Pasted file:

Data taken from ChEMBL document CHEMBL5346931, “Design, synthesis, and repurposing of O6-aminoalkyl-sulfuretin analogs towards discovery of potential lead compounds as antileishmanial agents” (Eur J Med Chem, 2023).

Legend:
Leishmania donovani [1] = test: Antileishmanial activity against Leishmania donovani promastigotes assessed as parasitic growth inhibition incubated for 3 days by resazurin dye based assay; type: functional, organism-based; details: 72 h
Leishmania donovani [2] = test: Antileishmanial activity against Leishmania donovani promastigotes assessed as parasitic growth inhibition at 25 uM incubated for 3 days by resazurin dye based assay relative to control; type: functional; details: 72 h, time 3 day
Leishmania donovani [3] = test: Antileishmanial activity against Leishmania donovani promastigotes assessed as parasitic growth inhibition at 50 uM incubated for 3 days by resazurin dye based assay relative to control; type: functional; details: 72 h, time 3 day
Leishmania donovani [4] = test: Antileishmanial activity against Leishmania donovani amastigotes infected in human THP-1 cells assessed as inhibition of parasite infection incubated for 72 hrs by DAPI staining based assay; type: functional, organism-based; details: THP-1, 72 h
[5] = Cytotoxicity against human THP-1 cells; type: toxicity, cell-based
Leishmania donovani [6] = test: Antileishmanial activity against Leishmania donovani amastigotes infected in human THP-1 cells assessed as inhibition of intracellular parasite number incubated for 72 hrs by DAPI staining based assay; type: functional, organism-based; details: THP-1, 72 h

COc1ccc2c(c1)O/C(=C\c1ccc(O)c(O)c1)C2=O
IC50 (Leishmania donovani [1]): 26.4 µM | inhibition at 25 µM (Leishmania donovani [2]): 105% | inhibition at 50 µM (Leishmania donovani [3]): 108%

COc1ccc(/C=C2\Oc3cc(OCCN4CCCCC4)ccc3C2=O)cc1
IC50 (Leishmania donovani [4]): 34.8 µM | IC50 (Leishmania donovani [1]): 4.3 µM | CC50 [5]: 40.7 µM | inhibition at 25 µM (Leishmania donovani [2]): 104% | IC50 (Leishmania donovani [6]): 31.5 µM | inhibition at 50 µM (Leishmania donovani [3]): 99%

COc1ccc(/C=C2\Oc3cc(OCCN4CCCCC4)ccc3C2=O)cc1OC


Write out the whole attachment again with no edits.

Data taken from ChEMBL document CHEMBL5346931, “Design, synthesis, and repurposing of O6-aminoalkyl-sulfuretin analogs towards discovery of potential lead compounds as antileishmanial agents” (Eur J Med Chem, 2023).

Legend:
Leishmania donovani [1] = test: Antileishmanial activity against Leishmania donovani promastigotes assessed as parasitic growth inhibition incubated for 3 days by resazurin dye based assay; type: functional, organism-based; details: 72 h
Leishmania donovani [2] = test: Antileishmanial activity against Leishmania donovani promastigotes assessed as parasitic growth inhibition at 25 uM incubated for 3 days by resazurin dye based assay relative to control; type: functional; details: 72 h, time 3 day
Leishmania donovani [3] = test: Antileishmanial activity against Leishmania donovani promastigotes assessed as parasitic growth inhibition at 50 uM incubated for 3 days by resazurin dye based assay relative to control; type: functional; details: 72 h, time 3 day
Leishmania donovani [4] = test: Antileishmanial activity against Leishmania donovani amastigotes infected in human THP-1 cells assessed as inhibition of parasite infection incubated for 72 hrs by DAPI staining based assay; type: functional, organism-based; details: THP-1, 72 h
[5] = Cytotoxicity against human THP-1 cells; type: toxicity, cell-based
Leishmania donovani [6] = test: Antileishmanial activity against Leishmania donovani amastigotes infected in human THP-1 cells assessed as inhibition of intracellular parasite number incubated for 72 hrs by DAPI staining based assay; type: functional, organism-based; details: THP-1, 72 h

COc1ccc2c(c1)O/C(=C\c1ccc(O)c(O)c1)C2=O
IC50 (Leishmania donovani [1]): 26.4 µM | inhibition at 25 µM (Leishmania donovani [2]): 105% | inhibition at 50 µM (Leishmania donovani [3]): 108%

COc1ccc(/C=C2\Oc3cc(OCCN4CCCCC4)ccc3C2=O)cc1
IC50 (Leishmania donovani [4]): 34.8 µM | IC50 (Leishmania donovani [1]): 4.3 µM | CC50 [5]: 40.7 µM | inhibition at 25 µM (Leishmania donovani [2]): 104% | IC50 (Leishmania donovani [6]): 31.5 µM | inhibition at 50 µM (Leishmania donovani [3]): 99%

COc1ccc(/C=C2\Oc3cc(OCCN4CCCCC4)ccc3C2=O)cc1OC